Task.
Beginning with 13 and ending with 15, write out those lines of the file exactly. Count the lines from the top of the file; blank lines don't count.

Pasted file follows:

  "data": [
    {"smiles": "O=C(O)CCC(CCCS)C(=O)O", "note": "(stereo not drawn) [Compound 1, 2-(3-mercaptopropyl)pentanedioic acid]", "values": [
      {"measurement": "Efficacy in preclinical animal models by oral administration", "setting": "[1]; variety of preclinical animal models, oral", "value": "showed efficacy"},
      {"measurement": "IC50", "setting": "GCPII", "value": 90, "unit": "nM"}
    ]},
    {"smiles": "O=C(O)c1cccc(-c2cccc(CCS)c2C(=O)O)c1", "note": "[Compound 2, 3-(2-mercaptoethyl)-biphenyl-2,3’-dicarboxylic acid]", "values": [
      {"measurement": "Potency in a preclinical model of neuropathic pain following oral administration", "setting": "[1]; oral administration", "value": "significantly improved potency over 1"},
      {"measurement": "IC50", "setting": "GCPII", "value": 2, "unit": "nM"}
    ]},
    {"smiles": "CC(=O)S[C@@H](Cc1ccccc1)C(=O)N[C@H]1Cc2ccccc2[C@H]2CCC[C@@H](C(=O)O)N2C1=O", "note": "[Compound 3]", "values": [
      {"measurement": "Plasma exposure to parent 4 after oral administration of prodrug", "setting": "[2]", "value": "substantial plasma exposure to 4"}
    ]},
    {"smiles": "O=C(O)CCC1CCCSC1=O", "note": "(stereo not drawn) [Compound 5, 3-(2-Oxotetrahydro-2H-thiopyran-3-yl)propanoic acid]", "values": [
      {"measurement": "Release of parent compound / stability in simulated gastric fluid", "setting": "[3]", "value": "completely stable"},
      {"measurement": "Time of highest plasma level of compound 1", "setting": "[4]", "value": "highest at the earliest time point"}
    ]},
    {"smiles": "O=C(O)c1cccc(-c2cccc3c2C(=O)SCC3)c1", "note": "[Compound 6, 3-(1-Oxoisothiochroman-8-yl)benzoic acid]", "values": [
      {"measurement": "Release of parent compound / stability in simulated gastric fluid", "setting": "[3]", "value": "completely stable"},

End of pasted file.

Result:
    {"smiles": "O=C(O)CCC1CCCSC1=O", "note": "(stereo not drawn) [Compound 5, 3-(2-Oxotetrahydro-2H-thiopyran-3-yl)propanoic acid]", "values": [
      {"measurement": "Release of parent compound / stability in simulated gastric fluid", "setting": "[3]", "value": "completely stable"},
      {"measurement": "Time of highest plasma level of compound 1", "setting": "[4]", "value": "highest at the earliest time point"}